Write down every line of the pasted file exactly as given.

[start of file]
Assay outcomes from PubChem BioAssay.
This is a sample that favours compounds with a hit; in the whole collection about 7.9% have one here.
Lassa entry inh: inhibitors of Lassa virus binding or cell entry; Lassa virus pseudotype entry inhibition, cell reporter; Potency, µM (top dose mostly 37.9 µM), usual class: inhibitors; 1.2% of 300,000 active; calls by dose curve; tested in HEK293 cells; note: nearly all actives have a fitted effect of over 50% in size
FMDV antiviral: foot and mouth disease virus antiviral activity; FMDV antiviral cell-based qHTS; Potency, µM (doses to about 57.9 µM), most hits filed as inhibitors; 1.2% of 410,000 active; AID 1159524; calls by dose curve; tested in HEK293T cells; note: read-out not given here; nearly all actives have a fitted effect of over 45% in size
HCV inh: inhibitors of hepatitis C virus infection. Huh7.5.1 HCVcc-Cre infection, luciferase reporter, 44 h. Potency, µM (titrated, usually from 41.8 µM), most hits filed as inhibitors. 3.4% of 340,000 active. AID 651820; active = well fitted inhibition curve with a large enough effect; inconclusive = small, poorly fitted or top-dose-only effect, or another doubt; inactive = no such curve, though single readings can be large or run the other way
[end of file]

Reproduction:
Assay outcomes from PubChem BioAssay.
This is a sample that favours compounds with a hit; in the whole collection about 7.9% have one here.
Lassa entry inh: inhibitors of Lassa virus binding or cell entry; Lassa virus pseudotype entry inhibition, cell reporter; Potency, µM (top dose mostly 37.9 µM), usual class: inhibitors; 1.2% of 300,000 active; calls by dose curve; tested in HEK293 cells; note: nearly all actives have a fitted effect of over 50% in size
FMDV antiviral: foot and mouth disease virus antiviral activity; FMDV antiviral cell-based qHTS; Potency, µM (doses to about 57.9 µM), most hits filed as inhibitors; 1.2% of 410,000 active; AID 1159524; calls by dose curve; tested in HEK293T cells; note: read-out not given here; nearly all actives have a fitted effect of over 45% in size
HCV inh: inhibitors of hepatitis C virus infection. Huh7.5.1 HCVcc-Cre infection, luciferase reporter, 44 h. Potency, µM (titrated, usually from 41.8 µM), most hits filed as inhibitors. 3.4% of 340,000 active. AID 651820; active = well fitted inhibition curve with a large enough effect; inconclusive = small, poorly fitted or top-dose-only effect, or another doubt; inactive = no such curve, though single readings can be large or run the other way